This morning we gathered to celebrate the life of a wonderful lady, taken from us far too soon. The many gifts and gracious moments of her life serve as a reminder to us that the many miracle of God’s grace are found in the everyday miracles of our common life together. The sermon delivered at her service of Christian Burial is below:
This morning we come together to pray and celebrate the life of our sister in Christ, Helen. As I have prayed and remembered Helen these past few days, the picture on the front of your service bulletin is the image that comes to mind for me…a person of gentle spirit with a loving smile and joyful eyes. I have been very privileged these past few days to hear her husband, Al, her sons Todd and Tim, and others share their stories of Helen; stories that have revealed how she touched so many people’s hearts and spread so much joy into the lives of others. These stories were all powerfully filled with God’s grace because they captured moments of everyday life filled with thoughtful purpose and love. As many of you know, Helen worked in a doctor’s office throughout her career and she had an amazing memory for people. Al shared with me that a day wouldn’t go by where Al and Helen would encounter someone Helen knew…and she remembered their names, their children, and important dates and events in their lives. These connections might seem like brief encounters that are easily forgotten, but not so because each memory connects us in relationship, these small stories have great importance to our lives. I believe we can easily forget this important lesson in the hectic world we live in today. Jeremy Taylor, a 17th century Anglican priest and author, wrote about society’s preoccupation with the big events and large achievements in life (I guess these concerns consumed their days, even in the 1600’s…): “some lose the day by longing for the night, and some waste the night in waiting for the day. Filled with expectations of fantastic accomplishments is how many spend their lives; and while with passion we search for our personal desires, we throw away a precious year, and use it but as the burden of our time, fit to be carved off and thrown away, and those pleasures which at first steal our hearts, finally steal our life.” Taylor is urging us to live life as Helen lived her life, with thoughtful attention to the many little miracles given to us each and every day…miracles that fill our hearts and minds with hope and joy.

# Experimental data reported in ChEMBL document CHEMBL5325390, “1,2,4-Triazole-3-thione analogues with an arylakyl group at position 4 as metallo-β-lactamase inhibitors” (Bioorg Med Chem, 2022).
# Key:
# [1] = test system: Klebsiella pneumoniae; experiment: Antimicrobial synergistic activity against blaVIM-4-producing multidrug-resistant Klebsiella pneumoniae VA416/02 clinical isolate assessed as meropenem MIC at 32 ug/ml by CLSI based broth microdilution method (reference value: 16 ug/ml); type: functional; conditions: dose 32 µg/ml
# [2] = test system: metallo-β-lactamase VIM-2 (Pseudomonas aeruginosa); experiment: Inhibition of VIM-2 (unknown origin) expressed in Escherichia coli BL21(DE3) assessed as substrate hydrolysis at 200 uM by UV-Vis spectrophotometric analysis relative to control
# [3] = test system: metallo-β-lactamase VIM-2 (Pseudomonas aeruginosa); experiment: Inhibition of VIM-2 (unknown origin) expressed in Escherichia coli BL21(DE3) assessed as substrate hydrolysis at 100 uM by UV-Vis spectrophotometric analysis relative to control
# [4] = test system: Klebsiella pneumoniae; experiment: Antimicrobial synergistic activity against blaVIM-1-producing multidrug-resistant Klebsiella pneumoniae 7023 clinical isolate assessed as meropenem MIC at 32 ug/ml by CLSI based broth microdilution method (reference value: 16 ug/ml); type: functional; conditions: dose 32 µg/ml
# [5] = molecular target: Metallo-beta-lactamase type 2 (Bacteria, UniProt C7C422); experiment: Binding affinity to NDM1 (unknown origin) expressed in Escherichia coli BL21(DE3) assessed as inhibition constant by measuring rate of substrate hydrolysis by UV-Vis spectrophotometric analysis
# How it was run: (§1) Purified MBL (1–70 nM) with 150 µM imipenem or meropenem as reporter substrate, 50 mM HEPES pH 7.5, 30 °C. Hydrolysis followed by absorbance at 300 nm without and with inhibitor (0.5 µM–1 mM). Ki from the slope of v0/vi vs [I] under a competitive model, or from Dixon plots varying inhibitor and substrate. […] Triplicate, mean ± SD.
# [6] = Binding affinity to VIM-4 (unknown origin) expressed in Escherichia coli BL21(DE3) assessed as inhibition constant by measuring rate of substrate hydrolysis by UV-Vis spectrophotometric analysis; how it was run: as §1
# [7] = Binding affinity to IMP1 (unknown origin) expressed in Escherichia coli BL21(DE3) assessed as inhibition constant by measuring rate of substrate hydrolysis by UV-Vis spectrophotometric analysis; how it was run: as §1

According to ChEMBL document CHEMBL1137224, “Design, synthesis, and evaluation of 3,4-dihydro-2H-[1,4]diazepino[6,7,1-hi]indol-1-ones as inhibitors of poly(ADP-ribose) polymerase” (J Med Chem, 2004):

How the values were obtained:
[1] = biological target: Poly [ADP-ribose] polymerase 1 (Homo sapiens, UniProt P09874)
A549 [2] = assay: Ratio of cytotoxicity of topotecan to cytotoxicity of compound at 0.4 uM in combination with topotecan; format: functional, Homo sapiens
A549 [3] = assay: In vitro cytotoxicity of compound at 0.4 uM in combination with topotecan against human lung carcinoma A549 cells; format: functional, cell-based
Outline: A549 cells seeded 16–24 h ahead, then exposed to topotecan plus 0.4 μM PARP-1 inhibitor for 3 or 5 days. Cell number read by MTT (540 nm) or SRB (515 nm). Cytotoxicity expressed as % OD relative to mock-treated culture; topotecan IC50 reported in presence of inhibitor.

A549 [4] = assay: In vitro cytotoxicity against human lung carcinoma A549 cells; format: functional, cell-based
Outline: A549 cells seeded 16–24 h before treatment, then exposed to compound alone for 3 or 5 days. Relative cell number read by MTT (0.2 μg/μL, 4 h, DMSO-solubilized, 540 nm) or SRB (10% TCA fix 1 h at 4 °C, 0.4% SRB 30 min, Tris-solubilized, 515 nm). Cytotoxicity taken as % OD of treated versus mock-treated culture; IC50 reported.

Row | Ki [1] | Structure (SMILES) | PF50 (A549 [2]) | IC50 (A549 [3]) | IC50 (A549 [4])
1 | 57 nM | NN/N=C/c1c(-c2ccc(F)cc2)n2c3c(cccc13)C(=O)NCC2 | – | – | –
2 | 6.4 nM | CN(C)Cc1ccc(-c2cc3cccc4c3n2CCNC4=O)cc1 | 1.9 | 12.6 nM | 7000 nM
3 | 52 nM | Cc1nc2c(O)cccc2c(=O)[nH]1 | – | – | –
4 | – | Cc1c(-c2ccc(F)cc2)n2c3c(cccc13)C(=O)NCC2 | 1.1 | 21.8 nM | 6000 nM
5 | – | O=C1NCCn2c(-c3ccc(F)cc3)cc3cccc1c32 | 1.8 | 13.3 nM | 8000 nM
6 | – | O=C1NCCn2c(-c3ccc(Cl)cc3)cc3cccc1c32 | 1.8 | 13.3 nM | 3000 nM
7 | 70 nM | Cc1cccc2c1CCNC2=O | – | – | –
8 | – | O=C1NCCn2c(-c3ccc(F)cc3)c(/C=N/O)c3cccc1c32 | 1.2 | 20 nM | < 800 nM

Hope and joy are exactly the transforming gifts of grace that are in Christ’s reconciling work of the Resurrection. This transformation is beautifully captured in Paul’s second letter to the Christians in the city of Corinth, which he hear today in our second lesson. “We do not lose heart,” Paul wrote; “for even though our outer nature, [our mortal bodies] are enduring challenges each and every day, our inner nature is being renewed [being transformed] day by day. [And this transformation] is preparing us for an eternal weight of glory beyond all measure, because we look not at what can be seen but at what cannot be seen; for what can be seen is temporary, but what cannot be seen is eternal.” Paul’s words present us with a challenge, for there often is a comfort in what can be seen, can be easily understood, can be grasped with our outstretched hand…and those things that are beyond our reach can be difficult, for we must approach and understand them in a different way. And at the center of this “different way” stands the Risen Christ, waiting to bring us into the presence of the almighty and living God. Paul’s message to us this morning is confidently filled with hope that death will not have the last word, that Christ’s resurrection will bring us to eternal glory with God, even though that moment may be difficult for us to see today. Paul proclaims that God has given us the Holy Spirit as a guarantee of God’s love and care for us; “so we are always confident…for we walk by faith, not by sight.” And as we continue to walk our earthly journey, I believe we can only dimly imagine God’s great promise to us, perhaps catch glimpses of God’s grace in our lives. This was Helen’s great gift, her ability to see God’s loving grace in the everyday moments of our common lives together.
In her wedding memories book, Helen wrote down the many details of her wedding and her life with Al. One of the many details that caught my eye was listed on the Reception page, noting the band…two musicians that were named, “Hum & Drum;” and she thoughtfully noted “which I might add were excellent.” On this morning, as we both mourn and celebrate our beloved friend, Helen, we are blessed to know that God’s love and grace has been given to us by her witness: her devotion to her family and friends, her care of others, and her thoughtful attention to the everyday miracles of life, even the miracles that may seem so “hum drum” to us. Teresa of Avila once wrote, “Remember: if you want to make progress on the path that brings you close to God, the important thing is not to think much but to love much, and so to do whatever best awakens you to love.” Helen’s example to us, Helen’s memory in our hearts and minds awakens us to the love God intends for us. Filled with hope and confidence through the power of Christ’s resurrection, and filled with God’s grace, we pray this day for Helen and the souls of all the departed, through the mercy of God, may they rest in eternal peace. AMEN.